Riley’s Tips For Fishing Koombooloomba Dam
- Koombooloomba Dam is situated on the Tully River system in Far North Queensland above the escarpment. Access roads are unsealed but in reasonable condition. There are no formal boat ramps, but the flat shorelines and hard, rocky bottom near the main access area is perfect for launching small boats. Check the regulations regarding motor sizes and so on.
- Most anglers seem to fish the main basin at Koombooloomba, but Riley recommends exploring the many bays and inlets because they contain a lot more timber and other structure – plus the fish tend to be a bit more eager to bite.
- Don’t hesitate to get out of the boat and walk the banks as you’ll find fish are less spooky and can be easily sight cast from the steep banks.
- The Tully River channel carves a deep channel through the dam and offers easy navigation as there are no trees in the channel.
- Riley has found that the biggest sooty grunter tend to congregate around the mouths of creeks that come into the lake, but because the creeks tend to bring quite cold water the barra tend to congregate more in adjacent bays away from the actual creek mouths.
- If you can find areas where the wind has whipped up and caused a bit of muddy water the barra won’t be too far away.
- Due to the steep banks and depth, Koombooloomba Dam doesn’t usually sport too many weed beds, but terrestrial grasses can colonise the banks in the drier months and get inundated during rapid water level rises in the wet season. Both barramundi and sooty grunter love to get into these areas, especially if you can find a small flat with some grass over it.
- Barra and sooties can be caught in Koombooloomba all year round, but the lead up to the wet is usually best for barra and the end of the wet season is best for sooties.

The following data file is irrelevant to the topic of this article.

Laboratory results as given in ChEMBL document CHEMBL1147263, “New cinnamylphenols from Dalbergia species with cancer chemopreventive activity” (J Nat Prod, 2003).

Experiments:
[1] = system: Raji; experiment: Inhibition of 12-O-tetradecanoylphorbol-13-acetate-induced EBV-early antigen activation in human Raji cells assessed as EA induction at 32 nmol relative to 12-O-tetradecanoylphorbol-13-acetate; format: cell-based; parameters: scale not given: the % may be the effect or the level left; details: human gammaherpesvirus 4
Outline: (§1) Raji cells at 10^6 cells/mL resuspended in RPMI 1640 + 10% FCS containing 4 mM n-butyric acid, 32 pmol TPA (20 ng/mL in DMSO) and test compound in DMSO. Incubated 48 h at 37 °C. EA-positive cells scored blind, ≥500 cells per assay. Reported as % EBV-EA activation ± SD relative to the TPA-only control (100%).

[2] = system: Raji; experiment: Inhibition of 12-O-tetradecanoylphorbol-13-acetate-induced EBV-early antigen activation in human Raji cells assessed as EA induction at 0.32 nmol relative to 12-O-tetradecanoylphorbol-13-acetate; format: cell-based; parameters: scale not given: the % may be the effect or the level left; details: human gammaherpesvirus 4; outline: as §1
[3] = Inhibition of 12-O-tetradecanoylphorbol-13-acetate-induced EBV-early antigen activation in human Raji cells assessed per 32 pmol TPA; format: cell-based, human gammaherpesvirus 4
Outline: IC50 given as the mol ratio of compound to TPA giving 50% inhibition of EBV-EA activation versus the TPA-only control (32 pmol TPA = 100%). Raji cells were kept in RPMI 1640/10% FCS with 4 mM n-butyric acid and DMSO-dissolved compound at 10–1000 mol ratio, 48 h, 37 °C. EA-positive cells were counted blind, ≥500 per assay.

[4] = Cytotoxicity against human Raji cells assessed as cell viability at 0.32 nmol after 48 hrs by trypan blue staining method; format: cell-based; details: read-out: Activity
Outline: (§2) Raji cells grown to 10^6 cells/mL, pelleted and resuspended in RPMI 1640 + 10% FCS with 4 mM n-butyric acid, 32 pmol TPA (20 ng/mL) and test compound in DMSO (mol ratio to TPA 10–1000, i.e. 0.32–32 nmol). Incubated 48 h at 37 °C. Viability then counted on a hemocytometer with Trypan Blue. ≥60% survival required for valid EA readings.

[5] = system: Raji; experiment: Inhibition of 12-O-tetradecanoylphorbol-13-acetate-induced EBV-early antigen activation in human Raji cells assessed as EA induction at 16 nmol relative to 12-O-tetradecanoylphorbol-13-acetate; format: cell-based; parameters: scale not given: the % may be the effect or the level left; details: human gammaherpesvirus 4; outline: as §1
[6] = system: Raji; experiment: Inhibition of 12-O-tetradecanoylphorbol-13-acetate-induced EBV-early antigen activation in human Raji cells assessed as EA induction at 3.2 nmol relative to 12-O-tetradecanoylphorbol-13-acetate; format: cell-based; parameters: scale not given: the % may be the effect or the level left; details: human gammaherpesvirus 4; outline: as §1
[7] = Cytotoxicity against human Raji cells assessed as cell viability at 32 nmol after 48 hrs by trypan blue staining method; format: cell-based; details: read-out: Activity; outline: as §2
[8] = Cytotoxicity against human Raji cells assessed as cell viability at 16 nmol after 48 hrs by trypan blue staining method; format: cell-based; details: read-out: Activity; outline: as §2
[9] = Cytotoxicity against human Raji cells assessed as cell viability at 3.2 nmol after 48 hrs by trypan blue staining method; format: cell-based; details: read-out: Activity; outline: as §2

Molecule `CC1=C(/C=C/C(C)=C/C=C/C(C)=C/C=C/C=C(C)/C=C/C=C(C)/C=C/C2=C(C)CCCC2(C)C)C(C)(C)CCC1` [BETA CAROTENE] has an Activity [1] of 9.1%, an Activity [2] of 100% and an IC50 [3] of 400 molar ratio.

- Clear skies and fine weather with light winds around the new moon create perfect conditions for this system. Riley likes to start first thing in the morning and fish the low light period, but finds the fishing can get better and better as the sun rises and the morning wears on.
- During the cooler months it pays to use slower working lures for barra, but when the water warms up the fish get more aggressive and take faster moving lures. Sooties are the opposite, tending to be more active and aggressive during the cooler months.
- If you pull the boat up on a point and walk the bay sight casting fish it can pay to put a few casts in behind the boat when you return. For some reason there are often barra sitting at the back of the boat when you come back.
Riley’s Impoundment Sooties And Barra Tackle
- A 7’, 7-14lb spin rod with a 3000 Stradic with 20lb Fins Evolve braid and a 50-60 leader is great for the barra
- A 6’6”, 7-14b baitcast rod with a Shimano Tranx 200 reel, 20lb braid and 50-60lb leader is great for throwing heavier barra lures.
- A 4-8lb spin rod of just under 7’ with a 2500 size reel and 10lb braid is perfect for the sooty grunter.
Riley’s Top Lures For Koombooloomba Dam